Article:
At the present time the link between SARS-CoV2 and ACE2 and the risk for developing microangiopathy has not been evaluated in clinical or experimental studies. However, it is possible that SARS-CoV2 downregulates the ACE2-Ang 1-7-Mas pathway while the Ang II remains unopposed inducing vascular inflammation and thrombosis [21]. This could be plausible as the role of Ang II in promoting vascular angiopathy has been confirmed by previous studies conducted in patients with diabetic angiopathy and rheumatoid vasculitis which proved that microangiopathy is determined by an over-production of Ang II [67]. In addition, captopril, an ACE inhibitor which blocks transformation of Ang I in Ang II, prevents also the development of polyarteritis nodosa, a form of necrotizing vasculitis [68].

The etiopathogenic role of SARS-CoV2 promoting vascular inflammation and microangiopathy by blocking the ACE2-Ang 1-7-Mas pathway is also supported by previous studies conducted in ACE2 knock-out mice who have indicated that endothelial dysfunction in cerebral arteries is directly determined by a lack of ACE2 [69]. Interestingly, in experiments conducted in a murine model of stress, the subjects had an increased sensitivity to Ang II which was associated with a significant vascular inflammation [70]. However, in some clinical conditions such as retinal vascular disease, vascular inflammation is induced by Ang II only if associated with an overexpressed IL-6, a factor which is increased in infections with both SARS-CoV and SARS-CoV2 [55, 56].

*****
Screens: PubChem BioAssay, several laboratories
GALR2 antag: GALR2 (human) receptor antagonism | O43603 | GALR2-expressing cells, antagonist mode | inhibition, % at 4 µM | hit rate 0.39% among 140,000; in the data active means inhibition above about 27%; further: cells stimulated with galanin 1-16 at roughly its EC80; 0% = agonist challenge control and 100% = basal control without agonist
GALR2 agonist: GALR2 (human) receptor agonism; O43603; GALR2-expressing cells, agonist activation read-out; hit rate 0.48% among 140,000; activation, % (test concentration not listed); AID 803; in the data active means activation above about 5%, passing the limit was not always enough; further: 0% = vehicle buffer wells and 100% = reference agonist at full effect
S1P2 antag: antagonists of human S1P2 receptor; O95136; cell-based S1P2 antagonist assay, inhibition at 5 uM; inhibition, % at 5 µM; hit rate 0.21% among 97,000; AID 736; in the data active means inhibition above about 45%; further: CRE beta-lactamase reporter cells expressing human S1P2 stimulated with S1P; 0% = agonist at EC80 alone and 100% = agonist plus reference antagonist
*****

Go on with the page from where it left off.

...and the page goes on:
d. Myocarditis associated with SARS-CoV2

The development of myorcaditis has already been documented in fatal cases of SARS-CoV. Oudit GY et al (2009) have reported that SARS-CoV viral RNA was present in 35% of the myocardium removed for evaluation from patients who died during the SARS epidemic in Toronto (2002-2004). The histopathological examination of the SARS-CoV viral RNA positive myocardium samples confirmed a significant level of cardiac inflammation characterized by an extensive infiltration of inflammatory cells while the myocardial ACE2 was significantly decreased [71]. Therefore, the interaction between ACE2 and SARS-CoV and perhaps SARS-CoV2 is of paramount importance in inducing myocarditis.

Previous research has indicated that ACE2 is overexpressed in myocardium and blood vessels in those with cardiac pathology such as aortic stenosis and heart failure [72]. Therefore, in this setting overexpression of ACE2 in pathological myocardium would theoretically offer more binding sites for SARS-CoV2 and would explain why those with cardiac conditions would develop aggressive forms of Covid-19. However, this remains to be verified in large clinical studies.